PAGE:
Dr Bruce Aylward, the Assistant Director-General of the World Health Organization, and leader of the WHO team that visited Wuhan in China offers advice on containing the coronavirus in the interview below by the UK’s Channel 4 News.
According to Aylward, one of the most important elements of a successful fight against the virus is a well-informed public. People should be looking for the most likely and obvious symptoms, which are “a fever and a cough, not a cold, not a runny nose”.
Based on 55,924 laboratory confirmed cases in China, typical signs and symptoms include: fever (87.9%), dry cough (67.7%), fatigue (38.1%), mucus production (33.4%), shortness of breath (18.6%), sore throat (13.9%), headache (13.6%), muscle and joint pain (14.8%), chills (11.4%), nausea or vomiting (5.0%), nasal congestion (4.8%), diarrhea (3.7%), and hemoptysis (bloody mucus) (0.9%), and conjunctival congestion (0.8%).
The main things he learned in China, where infection rates have slowed dramatically, are that China did a good job of informing the population, which became the main surveillance system. Chinese authorities also planned ways to find the close contacts of those infected and quarantine them. In addition, they planned hospital capacity and a capability to isolate patients.
He says the key is asking whether there are any barriers to finding potential cases and getting them tested and isolated quickly. Those barriers can be materials not being available in the right language, the population not really knowing what they are looking for or not knowing how to get tested. Telling them to call their GP might not work. They might not be able to get through or their GP might not be working over the weekend.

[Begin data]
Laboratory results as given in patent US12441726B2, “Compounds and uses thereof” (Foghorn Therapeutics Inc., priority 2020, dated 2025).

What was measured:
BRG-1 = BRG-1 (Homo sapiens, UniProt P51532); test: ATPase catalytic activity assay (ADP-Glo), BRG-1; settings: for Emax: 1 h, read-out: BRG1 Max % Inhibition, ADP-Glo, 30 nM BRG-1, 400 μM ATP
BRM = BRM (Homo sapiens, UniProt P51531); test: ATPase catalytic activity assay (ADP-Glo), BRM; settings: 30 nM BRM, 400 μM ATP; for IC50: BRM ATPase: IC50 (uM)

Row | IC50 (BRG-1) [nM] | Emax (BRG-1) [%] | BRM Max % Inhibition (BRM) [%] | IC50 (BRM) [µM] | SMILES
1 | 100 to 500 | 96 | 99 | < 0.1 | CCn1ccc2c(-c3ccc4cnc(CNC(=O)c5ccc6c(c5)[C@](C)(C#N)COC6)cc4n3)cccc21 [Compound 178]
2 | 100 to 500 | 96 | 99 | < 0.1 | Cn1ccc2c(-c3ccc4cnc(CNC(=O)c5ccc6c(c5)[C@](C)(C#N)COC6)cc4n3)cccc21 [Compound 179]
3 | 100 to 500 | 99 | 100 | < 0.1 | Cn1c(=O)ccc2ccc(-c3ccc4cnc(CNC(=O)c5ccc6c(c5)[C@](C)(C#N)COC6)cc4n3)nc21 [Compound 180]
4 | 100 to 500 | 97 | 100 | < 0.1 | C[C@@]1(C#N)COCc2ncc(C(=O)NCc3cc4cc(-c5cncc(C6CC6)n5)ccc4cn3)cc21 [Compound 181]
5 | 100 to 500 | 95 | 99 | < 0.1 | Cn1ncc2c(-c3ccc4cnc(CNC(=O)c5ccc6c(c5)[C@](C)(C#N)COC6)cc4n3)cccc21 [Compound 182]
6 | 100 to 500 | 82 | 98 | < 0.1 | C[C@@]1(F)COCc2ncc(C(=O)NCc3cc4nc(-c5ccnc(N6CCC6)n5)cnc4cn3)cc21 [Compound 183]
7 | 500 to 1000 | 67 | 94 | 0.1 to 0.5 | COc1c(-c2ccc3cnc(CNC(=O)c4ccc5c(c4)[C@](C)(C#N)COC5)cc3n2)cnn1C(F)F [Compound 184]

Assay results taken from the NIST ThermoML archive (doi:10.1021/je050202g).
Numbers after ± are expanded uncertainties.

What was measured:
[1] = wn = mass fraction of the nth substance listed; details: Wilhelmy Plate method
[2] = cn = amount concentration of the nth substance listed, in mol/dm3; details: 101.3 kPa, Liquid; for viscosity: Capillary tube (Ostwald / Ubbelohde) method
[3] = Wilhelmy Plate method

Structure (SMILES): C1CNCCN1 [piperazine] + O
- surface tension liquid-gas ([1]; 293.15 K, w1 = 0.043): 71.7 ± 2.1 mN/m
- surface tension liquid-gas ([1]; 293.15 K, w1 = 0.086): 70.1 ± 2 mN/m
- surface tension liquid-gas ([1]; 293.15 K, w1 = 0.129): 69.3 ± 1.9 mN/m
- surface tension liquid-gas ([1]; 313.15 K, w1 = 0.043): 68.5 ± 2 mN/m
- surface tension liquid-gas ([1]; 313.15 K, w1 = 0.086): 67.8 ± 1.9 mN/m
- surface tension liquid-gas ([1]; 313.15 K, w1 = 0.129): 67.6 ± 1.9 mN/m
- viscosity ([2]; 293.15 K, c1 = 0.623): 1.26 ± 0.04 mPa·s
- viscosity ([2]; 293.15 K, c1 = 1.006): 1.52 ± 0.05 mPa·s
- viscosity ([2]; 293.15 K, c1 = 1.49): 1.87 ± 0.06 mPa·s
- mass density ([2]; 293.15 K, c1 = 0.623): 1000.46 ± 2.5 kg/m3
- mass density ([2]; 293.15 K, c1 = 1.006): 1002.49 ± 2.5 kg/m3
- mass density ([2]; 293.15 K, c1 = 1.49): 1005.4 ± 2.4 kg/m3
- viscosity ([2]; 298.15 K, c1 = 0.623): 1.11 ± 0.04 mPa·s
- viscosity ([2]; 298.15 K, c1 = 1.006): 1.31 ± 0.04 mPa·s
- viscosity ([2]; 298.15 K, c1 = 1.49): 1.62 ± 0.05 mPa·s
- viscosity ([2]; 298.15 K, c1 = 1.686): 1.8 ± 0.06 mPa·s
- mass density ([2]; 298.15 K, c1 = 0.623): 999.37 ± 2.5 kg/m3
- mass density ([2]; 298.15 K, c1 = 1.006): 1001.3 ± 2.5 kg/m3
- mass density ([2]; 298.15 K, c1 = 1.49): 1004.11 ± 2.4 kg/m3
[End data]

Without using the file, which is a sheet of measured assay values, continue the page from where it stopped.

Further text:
Getting the public to follow infection prevention recommendations is critical too. The WHO recommends regular hand washing, covering mouth and nose when coughing and sneezing, thoroughly cooking meat and eggs and avoiding close contact with anyone showing symptoms of respiratory illness such as coughing and sneezing.
Not touching your face is another common recommendation. However, numerous videos, such as this one posted by the Washington Post that show people offering this advice and touching their own faces, demonstrate how difficult this is.
The Swiss government published its own infection prevention recommendations, which include most of the WHO recommendations and staying at home if you have a high temperature and a cough, avoiding handshakes, calling ahead before going to the doctor’s or the emergency department, and disposing of used paper tissues in a sealed waste bin.
For medical questions in Switzerland there is a coronavirus infoline +41 58 463 00 00, which is open around the clock.